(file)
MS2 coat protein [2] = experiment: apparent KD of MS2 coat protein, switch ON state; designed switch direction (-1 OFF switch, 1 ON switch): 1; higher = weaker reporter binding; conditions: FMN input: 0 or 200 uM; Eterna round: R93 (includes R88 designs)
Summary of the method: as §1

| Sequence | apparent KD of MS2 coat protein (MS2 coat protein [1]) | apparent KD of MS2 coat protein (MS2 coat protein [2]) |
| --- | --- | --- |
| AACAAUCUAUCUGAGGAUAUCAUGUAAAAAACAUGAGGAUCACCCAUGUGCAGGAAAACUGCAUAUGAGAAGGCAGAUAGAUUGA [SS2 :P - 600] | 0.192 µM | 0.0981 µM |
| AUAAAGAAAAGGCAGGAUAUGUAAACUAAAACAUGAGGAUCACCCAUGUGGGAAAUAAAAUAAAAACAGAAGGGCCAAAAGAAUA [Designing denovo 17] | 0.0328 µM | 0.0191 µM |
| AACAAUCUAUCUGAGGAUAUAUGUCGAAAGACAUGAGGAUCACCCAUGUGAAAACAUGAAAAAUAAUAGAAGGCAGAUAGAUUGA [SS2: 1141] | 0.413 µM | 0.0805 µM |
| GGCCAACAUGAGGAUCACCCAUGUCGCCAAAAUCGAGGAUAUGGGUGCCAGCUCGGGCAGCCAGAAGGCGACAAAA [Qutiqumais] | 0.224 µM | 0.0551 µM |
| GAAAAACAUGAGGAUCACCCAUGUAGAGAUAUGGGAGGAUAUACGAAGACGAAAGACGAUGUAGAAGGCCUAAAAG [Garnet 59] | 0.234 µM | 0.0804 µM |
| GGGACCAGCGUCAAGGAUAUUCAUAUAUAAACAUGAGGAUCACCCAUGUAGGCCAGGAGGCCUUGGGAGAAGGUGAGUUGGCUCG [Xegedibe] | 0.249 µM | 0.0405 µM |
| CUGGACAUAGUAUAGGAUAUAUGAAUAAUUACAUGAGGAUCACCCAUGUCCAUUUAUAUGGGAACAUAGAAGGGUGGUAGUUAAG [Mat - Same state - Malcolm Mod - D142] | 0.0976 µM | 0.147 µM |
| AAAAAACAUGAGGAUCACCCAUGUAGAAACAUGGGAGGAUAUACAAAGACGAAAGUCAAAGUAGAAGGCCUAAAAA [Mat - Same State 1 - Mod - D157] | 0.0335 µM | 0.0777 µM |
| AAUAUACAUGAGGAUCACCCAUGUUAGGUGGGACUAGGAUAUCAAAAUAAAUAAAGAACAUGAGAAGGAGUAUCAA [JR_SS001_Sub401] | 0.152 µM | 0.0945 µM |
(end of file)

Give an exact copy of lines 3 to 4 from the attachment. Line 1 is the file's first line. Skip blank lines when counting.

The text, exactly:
| Sequence | apparent KD of MS2 coat protein (MS2 coat protein [1]) | apparent KD of MS2 coat protein (MS2 coat protein [2]) |
| --- | --- | --- |